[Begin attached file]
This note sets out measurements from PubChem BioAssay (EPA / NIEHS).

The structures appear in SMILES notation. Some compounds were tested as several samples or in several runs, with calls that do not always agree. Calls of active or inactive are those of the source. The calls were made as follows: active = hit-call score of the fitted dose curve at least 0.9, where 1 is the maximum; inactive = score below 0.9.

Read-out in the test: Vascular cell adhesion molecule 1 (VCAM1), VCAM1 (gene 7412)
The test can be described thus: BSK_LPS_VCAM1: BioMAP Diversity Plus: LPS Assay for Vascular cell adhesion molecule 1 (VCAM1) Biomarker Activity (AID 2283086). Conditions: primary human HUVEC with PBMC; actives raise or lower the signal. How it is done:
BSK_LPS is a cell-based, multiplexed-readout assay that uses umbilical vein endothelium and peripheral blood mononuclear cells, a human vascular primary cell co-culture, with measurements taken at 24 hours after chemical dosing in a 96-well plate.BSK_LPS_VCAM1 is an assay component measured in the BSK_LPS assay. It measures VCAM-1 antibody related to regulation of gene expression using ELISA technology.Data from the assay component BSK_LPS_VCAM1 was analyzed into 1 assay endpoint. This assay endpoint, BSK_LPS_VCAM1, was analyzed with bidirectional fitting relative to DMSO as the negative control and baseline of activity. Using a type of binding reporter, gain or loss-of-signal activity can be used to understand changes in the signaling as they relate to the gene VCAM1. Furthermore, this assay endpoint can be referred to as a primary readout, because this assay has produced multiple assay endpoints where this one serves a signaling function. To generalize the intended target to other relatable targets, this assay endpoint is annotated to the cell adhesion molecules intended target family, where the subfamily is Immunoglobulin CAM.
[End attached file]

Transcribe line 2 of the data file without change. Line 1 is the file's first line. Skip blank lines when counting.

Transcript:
The structures appear in SMILES notation. Some compounds were tested as several samples or in several runs, with calls that do not always agree. Calls of active or inactive are those of the source. The calls were made as follows: active = hit-call score of the fitted dose curve at least 0.9, where 1 is the maximum; inactive = score below 0.9.